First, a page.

The Sumerians developed the first system of writing, which used a pictographic script called cuneiform. In cuneiform, symbols were carved into clay tablets which were then baked hard in the sun. This allowed messages to be sent over long distances via courier. Then, the first phonetically-based alphabet emerged in ancient Egypt and evolved into the Phoenician alphabet. The history of writing is one of the things that people tend to take for granted. Most people have been taught how to read and write at a young age, and it becomes something that they rarely give a second thought.
Punctuation Was Rare Until the 18th Century
Punctuation has become an everyday part of life for most of us in the 21st century, but it wasn’t always like that. The term ‘punctuation’ was first used in 17th century England to describe a set of symbols and signs used for writing. These symbols were mainly called dots and dashes that separated longer writing passages into different sentences and sections.
The earliest type of punctuation was developed in Greece and Rome over 1,000 years before anyone started talking about punctuation. When texts were written without punctuation, the Greeks used spaces between words to tell where one sentence ended and another began. The Romans introduced the semi-colon.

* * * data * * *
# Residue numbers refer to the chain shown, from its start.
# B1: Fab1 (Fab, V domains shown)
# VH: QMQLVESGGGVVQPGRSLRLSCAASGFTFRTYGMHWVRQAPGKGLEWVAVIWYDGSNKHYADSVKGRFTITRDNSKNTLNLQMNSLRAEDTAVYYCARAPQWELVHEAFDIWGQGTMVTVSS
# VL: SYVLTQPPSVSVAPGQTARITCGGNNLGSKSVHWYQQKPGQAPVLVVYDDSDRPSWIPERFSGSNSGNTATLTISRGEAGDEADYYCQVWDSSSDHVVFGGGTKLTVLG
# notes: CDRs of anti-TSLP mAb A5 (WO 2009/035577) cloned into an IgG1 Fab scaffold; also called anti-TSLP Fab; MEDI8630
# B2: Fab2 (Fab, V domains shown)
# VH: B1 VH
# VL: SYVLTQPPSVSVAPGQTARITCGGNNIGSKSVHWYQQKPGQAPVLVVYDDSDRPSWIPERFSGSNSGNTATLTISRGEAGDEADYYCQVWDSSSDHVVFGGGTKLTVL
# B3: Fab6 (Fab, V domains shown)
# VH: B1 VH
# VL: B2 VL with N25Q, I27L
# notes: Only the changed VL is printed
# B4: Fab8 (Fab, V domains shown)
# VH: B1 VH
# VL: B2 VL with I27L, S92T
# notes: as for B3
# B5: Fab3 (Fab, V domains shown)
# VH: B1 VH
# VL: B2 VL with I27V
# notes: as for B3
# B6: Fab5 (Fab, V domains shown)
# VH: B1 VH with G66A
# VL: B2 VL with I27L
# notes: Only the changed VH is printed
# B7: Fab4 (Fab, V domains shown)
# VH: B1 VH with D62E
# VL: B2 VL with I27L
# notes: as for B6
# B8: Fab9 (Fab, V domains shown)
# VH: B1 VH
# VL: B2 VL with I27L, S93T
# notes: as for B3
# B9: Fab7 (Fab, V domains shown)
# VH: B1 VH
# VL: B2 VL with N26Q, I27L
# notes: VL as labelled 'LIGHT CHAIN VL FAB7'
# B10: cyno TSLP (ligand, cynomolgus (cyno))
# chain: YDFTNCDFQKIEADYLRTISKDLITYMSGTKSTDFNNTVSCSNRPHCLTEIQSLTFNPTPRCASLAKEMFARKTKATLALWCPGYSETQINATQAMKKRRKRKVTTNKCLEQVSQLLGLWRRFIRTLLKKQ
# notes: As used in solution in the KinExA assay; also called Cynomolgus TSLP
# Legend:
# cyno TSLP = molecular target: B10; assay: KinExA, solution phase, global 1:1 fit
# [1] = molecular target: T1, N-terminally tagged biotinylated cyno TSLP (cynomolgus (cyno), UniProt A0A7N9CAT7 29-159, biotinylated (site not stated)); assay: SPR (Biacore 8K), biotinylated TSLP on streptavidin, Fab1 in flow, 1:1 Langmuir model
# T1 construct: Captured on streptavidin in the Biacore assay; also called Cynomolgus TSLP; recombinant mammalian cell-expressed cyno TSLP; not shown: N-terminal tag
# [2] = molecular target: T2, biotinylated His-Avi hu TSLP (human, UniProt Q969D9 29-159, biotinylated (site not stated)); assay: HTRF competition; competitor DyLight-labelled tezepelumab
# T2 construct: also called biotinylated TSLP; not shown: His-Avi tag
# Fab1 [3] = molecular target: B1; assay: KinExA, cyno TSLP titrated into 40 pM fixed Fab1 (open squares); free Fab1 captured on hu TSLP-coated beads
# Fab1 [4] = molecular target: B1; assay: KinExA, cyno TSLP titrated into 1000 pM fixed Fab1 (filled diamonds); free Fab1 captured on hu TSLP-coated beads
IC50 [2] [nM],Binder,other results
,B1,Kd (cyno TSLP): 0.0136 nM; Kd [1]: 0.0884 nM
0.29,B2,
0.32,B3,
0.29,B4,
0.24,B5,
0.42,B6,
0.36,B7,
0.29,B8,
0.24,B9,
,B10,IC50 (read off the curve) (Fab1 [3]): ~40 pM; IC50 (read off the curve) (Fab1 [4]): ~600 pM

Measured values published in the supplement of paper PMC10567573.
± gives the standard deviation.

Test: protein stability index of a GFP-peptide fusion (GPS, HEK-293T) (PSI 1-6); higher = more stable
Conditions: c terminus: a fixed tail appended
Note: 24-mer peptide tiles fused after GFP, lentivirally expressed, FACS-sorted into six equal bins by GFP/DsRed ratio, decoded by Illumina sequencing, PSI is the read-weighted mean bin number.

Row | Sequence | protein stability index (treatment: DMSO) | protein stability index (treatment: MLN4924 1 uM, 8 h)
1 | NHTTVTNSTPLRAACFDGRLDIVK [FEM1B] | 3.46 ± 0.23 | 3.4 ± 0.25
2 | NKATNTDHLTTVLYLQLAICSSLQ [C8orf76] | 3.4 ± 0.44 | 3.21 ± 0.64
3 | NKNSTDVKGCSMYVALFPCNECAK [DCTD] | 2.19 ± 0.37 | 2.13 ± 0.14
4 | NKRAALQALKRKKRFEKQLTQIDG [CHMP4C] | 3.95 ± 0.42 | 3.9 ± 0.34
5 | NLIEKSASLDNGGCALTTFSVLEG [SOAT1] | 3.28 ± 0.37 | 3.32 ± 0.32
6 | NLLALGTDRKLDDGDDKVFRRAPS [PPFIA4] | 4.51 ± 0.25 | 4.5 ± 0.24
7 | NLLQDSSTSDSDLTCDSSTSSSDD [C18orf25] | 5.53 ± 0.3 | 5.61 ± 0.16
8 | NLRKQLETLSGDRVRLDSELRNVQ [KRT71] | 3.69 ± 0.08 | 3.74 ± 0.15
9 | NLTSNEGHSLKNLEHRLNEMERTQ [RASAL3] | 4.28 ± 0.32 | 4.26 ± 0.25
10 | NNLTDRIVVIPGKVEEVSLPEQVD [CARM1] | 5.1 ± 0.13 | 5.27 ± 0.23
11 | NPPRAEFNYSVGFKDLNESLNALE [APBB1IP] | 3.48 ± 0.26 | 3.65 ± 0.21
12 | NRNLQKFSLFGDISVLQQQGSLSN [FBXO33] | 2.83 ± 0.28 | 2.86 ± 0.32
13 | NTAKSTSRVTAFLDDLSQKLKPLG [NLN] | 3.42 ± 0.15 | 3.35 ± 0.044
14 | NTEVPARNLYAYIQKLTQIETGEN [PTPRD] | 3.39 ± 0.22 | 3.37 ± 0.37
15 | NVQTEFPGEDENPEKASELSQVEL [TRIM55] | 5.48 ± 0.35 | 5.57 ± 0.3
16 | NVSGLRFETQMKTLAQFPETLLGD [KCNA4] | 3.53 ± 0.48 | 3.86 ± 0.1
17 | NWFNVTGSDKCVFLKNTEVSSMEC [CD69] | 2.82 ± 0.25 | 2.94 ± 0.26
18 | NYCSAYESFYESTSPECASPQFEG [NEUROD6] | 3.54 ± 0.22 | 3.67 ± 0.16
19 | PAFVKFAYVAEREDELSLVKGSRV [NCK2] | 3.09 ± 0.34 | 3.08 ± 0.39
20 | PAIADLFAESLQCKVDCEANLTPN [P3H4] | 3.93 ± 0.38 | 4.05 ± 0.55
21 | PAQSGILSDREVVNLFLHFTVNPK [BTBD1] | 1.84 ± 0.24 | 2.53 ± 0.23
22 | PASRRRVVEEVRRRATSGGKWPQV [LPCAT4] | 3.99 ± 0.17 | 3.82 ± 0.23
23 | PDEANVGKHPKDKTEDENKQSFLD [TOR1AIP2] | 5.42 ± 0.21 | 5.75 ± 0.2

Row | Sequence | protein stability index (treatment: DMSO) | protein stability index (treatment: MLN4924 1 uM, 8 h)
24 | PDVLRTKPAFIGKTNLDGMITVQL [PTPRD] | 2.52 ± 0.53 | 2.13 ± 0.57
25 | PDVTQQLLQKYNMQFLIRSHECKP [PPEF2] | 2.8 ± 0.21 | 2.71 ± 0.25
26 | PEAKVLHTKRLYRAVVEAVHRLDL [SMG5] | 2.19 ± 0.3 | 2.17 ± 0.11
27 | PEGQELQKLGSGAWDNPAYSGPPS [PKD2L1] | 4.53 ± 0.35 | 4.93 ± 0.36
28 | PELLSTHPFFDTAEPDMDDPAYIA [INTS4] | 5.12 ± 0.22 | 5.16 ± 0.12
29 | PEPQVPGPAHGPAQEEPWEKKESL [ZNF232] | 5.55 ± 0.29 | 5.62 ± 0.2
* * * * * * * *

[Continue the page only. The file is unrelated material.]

In 18th century England, punctuation was introduced at school when children started writing out passages from the bible, Shakespeare’s plays, and poetry. Teachers were called ‘Punctuators’ because they were responsible for teaching students how to write with full stops, commas, question marks, exclamation marks, and periods.
Writing Is an Indicator of Civilization
As the crucial element of civilization, writing is an excellent indicator of society’s progress. In Western cultures, punctuation is one of the essential parts of written languages, and it was rarely used until the Eighteenth Century. Exclamation points, question marks, colons, and semi-colons, for example, were all invented in the 1700s.
Before that time, there were only periods and spaces between words or none at all. Punctuation was invented to aid in reading long sentences and creating a better understanding between people. Hence, we owe our liveliness to punctuation. Punctuation makes reading more enjoyable and provides us with a glimpse into what they did day-to-day 2,000 years ago. Additionally, the invention of punctuation has eliminated many arguments and misunderstandings. People can share their ideas clearly through the correct use of punctuation.
Writing Develops Language
Punctuation was rare until the 18th century. Before then, people were very good at reading and writing without commas, periods, or other standard punctuation marks. Even William Shakespeare didn’t use any of these to separate his sentences. How did people do it? They used their voices to make sense of long sentences. When people read at home or in groups, they naturally added pauses where commas fit within an otherwise long sentence.
Punctuation developed through the influence of different languages and cultures. In English, we use punctuation to alter meaning, clarify ideas, and improve reading flow. For example, a question mark at the end of a sentence changes the tone from a statement to a question.